Nothing is harder to achieve in a time of turbulence than clarity. In an inflamed moment, there may be no greater public service than the drawing of a distinction. In 1953, for example, Sidney Hook published a book called Heresy, Yes—Conspiracy, No. His subject was the threat posed by communism, and his argument was that an open society needed to distinguish between heresy, which was to be celebrated, and conspiracy, which was to be condemned and fought. In the aftermath of the shooting of Gabrielle Giffords, we could use a similar distinction. The one we propose is: Incivility, yes. Indecency, no.
Even if the assassin was just a madman without any ideological inflection, it is hard to escape the feeling that there is a poison in our public life. In the wake of the tragedy in Arizona, we have found ourselves in a national discussion—overdue, perhaps, at this late date in the history of contemporary vitriol—about the nature of our political discourse. The left has accused the right of fostering a wild and menacing political climate—a climate in which a mentally ill man, who might have been politically motivated, would target a Democratic congresswoman for assassination. The right has retorted that the murder was prompted entirely by mental illness, not at all by the political weather, and that there is nothing much amiss with this weather in the first place. Everybody is once again playing their parts in the very script that, in our collective revulsion at the horror in Tucson, we are supposed to be reckoning with.
There is no denying that we have been living in an era of stridency—the last three American presidents, Democrat and Republican, have been reviled by their opponents not for being wrong, but for being illegitimate—and the economic crisis has further raised the temperature. Hardship is not reason’s friend, even if reason is never more necessary. But the sermonizing left is failing to acknowledge that political debate ought to be intense, tempestuous, and even rude, while the complacent right (with the bizarre exception of Roger Ailes, who told his talking heads at Fox to “tone it down,” and with a single phrase made a joke of his talking heads) is refusing to take any responsibility for rhetoric that goes perilously far into the realm of insult and innuendo.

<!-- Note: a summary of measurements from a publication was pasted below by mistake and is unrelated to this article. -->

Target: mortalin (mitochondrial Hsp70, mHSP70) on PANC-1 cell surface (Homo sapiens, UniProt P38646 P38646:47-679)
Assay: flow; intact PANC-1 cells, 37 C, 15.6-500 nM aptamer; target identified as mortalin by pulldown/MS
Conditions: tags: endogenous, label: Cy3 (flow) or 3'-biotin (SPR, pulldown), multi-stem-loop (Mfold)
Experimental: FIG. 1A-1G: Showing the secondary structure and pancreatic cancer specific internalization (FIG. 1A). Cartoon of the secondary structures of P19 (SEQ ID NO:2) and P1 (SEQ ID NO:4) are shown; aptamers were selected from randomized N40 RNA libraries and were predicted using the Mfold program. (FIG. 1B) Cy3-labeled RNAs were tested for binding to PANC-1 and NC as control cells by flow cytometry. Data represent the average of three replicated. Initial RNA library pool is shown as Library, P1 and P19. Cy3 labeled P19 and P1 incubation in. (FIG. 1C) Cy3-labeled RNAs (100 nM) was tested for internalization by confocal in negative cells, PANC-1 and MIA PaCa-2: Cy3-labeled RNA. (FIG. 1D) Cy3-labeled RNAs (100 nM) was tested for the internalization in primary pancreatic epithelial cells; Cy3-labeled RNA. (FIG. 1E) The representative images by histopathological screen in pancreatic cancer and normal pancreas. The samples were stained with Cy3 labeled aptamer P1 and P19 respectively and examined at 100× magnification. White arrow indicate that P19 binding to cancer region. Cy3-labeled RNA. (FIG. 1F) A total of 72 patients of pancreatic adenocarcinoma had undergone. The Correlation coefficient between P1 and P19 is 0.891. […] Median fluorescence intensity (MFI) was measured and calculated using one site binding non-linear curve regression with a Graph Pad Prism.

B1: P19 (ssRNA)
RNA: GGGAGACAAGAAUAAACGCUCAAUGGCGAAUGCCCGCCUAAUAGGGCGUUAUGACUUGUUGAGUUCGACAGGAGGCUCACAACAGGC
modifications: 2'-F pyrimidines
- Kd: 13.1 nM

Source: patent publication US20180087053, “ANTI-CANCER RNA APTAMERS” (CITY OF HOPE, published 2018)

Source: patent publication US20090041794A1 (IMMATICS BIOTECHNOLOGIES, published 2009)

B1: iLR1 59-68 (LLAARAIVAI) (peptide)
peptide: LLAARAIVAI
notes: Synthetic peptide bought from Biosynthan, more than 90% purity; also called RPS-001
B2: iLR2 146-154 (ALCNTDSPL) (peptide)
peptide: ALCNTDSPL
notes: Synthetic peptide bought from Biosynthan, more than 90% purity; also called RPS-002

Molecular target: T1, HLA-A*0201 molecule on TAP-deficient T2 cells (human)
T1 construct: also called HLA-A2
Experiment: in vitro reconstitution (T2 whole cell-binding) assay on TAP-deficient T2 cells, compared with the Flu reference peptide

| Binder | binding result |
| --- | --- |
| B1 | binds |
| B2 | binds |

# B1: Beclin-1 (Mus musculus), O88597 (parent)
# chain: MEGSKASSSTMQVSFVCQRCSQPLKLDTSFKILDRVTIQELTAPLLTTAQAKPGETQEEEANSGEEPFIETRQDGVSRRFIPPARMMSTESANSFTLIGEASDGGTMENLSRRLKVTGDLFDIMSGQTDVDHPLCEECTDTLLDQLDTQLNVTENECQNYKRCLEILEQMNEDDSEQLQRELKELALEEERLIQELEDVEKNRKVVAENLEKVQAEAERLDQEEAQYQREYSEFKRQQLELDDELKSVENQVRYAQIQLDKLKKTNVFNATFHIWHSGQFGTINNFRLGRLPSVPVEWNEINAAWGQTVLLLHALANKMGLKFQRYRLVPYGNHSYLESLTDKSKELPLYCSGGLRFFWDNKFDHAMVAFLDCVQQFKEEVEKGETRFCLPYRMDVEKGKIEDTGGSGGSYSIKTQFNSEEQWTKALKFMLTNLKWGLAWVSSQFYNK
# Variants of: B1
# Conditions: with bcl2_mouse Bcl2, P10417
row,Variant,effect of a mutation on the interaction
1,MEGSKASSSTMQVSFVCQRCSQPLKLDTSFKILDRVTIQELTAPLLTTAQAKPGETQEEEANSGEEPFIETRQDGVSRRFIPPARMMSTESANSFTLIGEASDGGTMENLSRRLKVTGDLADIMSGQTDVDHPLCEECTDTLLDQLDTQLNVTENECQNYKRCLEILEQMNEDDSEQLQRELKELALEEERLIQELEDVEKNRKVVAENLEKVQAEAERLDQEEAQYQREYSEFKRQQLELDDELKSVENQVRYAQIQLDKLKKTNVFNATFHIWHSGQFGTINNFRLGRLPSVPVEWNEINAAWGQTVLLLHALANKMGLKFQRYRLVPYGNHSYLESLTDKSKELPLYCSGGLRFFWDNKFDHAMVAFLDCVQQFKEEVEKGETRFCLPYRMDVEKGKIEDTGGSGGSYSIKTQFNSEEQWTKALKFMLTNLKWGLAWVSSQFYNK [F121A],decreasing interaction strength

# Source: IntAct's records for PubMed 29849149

First, a word on behalf of incivility. It is an important element—and when the stakes are high, an inevitable element—of healthy political disputation. Uncivil discourse is not the same thing as murderous discourse; in some hands, it is even compatible with rational argument. We must beware a certain goody-goodyishness about the character of our public discussion. There is no shame in passion. Our politics were raised on the expectation of bitter conflict—Madison’s “faction,” Hamilton’s “jarrings of parties” that “promote deliberation and circumspection”—and the introduction of an inhibition upon the full-throated expression of beliefs and preferences would confuse and even cripple our democracy, which is the system of government by debate.